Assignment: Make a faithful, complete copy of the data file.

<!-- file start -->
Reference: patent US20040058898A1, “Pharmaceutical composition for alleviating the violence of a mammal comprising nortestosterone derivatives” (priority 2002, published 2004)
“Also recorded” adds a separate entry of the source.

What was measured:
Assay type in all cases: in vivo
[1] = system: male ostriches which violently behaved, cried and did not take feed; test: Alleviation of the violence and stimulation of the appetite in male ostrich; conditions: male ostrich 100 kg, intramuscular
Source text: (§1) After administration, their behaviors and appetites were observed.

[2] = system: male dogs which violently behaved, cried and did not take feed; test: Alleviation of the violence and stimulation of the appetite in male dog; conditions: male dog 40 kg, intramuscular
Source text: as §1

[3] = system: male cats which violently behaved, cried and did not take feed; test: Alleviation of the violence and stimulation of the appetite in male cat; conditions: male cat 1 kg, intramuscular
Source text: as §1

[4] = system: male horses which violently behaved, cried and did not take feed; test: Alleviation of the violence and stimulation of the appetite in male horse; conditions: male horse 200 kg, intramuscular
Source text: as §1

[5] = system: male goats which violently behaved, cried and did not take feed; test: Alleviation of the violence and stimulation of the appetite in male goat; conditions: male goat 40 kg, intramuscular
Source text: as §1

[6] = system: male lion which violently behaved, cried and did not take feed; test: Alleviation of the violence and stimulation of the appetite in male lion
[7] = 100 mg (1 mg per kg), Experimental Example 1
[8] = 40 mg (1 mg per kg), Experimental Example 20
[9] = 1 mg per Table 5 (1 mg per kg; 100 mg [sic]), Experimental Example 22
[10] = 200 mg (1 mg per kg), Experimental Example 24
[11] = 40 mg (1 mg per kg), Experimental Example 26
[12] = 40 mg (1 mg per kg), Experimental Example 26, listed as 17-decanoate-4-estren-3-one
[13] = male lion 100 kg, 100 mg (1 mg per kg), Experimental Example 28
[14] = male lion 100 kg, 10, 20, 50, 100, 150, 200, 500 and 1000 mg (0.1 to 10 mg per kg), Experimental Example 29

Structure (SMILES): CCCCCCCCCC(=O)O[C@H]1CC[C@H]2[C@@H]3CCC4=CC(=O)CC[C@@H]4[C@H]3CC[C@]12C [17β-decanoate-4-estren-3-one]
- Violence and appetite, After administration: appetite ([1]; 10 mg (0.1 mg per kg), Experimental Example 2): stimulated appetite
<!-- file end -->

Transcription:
Reference: patent US20040058898A1, “Pharmaceutical composition for alleviating the violence of a mammal comprising nortestosterone derivatives” (priority 2002, published 2004)
“Also recorded” adds a separate entry of the source.

What was measured:
Assay type in all cases: in vivo
[1] = system: male ostriches which violently behaved, cried and did not take feed; test: Alleviation of the violence and stimulation of the appetite in male ostrich; conditions: male ostrich 100 kg, intramuscular
Source text: (§1) After administration, their behaviors and appetites were observed.

[2] = system: male dogs which violently behaved, cried and did not take feed; test: Alleviation of the violence and stimulation of the appetite in male dog; conditions: male dog 40 kg, intramuscular
Source text: as §1

[3] = system: male cats which violently behaved, cried and did not take feed; test: Alleviation of the violence and stimulation of the appetite in male cat; conditions: male cat 1 kg, intramuscular
Source text: as §1

[4] = system: male horses which violently behaved, cried and did not take feed; test: Alleviation of the violence and stimulation of the appetite in male horse; conditions: male horse 200 kg, intramuscular
Source text: as §1

[5] = system: male goats which violently behaved, cried and did not take feed; test: Alleviation of the violence and stimulation of the appetite in male goat; conditions: male goat 40 kg, intramuscular
Source text: as §1

[6] = system: male lion which violently behaved, cried and did not take feed; test: Alleviation of the violence and stimulation of the appetite in male lion
[7] = 100 mg (1 mg per kg), Experimental Example 1
[8] = 40 mg (1 mg per kg), Experimental Example 20
[9] = 1 mg per Table 5 (1 mg per kg; 100 mg [sic]), Experimental Example 22
[10] = 200 mg (1 mg per kg), Experimental Example 24
[11] = 40 mg (1 mg per kg), Experimental Example 26
[12] = 40 mg (1 mg per kg), Experimental Example 26, listed as 17-decanoate-4-estren-3-one
[13] = male lion 100 kg, 100 mg (1 mg per kg), Experimental Example 28
[14] = male lion 100 kg, 10, 20, 50, 100, 150, 200, 500 and 1000 mg (0.1 to 10 mg per kg), Experimental Example 29

Structure (SMILES): CCCCCCCCCC(=O)O[C@H]1CC[C@H]2[C@@H]3CCC4=CC(=O)CC[C@@H]4[C@H]3CC[C@]12C [17β-decanoate-4-estren-3-one]
- Violence and appetite, After administration: appetite ([1]; 10 mg (0.1 mg per kg), Experimental Example 2): stimulated appetite